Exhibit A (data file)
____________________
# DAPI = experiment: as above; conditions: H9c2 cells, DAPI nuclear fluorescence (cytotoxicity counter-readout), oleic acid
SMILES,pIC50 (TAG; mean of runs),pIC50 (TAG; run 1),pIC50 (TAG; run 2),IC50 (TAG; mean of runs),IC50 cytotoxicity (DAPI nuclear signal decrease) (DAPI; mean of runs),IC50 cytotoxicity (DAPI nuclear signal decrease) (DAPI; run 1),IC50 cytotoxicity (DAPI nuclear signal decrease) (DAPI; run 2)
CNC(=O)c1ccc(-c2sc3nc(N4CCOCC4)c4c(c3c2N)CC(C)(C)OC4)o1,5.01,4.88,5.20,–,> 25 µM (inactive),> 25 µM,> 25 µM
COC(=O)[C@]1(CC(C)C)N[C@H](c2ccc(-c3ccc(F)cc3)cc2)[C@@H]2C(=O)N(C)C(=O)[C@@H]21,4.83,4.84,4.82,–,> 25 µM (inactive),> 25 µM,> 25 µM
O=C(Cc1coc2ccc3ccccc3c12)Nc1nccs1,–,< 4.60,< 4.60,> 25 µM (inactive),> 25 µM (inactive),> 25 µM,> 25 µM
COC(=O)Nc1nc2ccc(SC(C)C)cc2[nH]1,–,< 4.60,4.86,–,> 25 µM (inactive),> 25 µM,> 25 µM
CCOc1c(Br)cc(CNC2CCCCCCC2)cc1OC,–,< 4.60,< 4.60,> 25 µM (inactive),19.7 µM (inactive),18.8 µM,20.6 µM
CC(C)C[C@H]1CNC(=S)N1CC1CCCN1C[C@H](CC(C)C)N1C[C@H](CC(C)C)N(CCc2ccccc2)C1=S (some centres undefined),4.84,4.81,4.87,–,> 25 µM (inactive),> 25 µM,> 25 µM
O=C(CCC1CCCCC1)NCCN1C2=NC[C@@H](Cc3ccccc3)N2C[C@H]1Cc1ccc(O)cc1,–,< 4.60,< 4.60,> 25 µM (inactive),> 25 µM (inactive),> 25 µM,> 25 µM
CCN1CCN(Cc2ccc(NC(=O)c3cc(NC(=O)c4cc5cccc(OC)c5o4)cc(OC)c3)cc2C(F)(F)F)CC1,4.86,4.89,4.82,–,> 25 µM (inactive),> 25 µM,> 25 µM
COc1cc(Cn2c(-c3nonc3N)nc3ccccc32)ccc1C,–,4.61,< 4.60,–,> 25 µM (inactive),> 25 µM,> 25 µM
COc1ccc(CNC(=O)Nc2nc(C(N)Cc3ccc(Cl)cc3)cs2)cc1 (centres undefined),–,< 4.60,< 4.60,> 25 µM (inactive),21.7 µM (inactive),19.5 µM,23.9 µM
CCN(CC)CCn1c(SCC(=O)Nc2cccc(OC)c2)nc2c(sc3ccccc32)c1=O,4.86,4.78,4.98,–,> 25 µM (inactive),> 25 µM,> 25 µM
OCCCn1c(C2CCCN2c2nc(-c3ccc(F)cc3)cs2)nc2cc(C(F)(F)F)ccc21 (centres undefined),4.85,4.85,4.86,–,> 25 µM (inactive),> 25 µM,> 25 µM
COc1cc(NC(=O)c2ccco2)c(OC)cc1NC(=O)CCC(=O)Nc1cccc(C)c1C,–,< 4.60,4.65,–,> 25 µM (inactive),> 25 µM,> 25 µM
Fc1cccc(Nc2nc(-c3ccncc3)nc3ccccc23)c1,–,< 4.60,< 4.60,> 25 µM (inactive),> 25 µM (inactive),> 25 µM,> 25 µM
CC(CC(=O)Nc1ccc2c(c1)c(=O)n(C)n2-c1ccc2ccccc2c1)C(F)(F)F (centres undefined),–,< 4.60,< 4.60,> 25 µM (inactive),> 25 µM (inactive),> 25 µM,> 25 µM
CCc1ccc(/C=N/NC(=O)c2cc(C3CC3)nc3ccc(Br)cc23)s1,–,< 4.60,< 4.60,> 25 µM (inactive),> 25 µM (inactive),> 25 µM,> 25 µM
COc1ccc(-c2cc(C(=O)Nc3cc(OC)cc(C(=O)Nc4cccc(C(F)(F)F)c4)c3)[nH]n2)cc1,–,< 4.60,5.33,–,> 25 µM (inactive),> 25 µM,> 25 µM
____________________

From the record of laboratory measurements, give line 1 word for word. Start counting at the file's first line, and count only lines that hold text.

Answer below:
# DAPI = experiment: as above; conditions: H9c2 cells, DAPI nuclear fluorescence (cytotoxicity counter-readout), oleic acid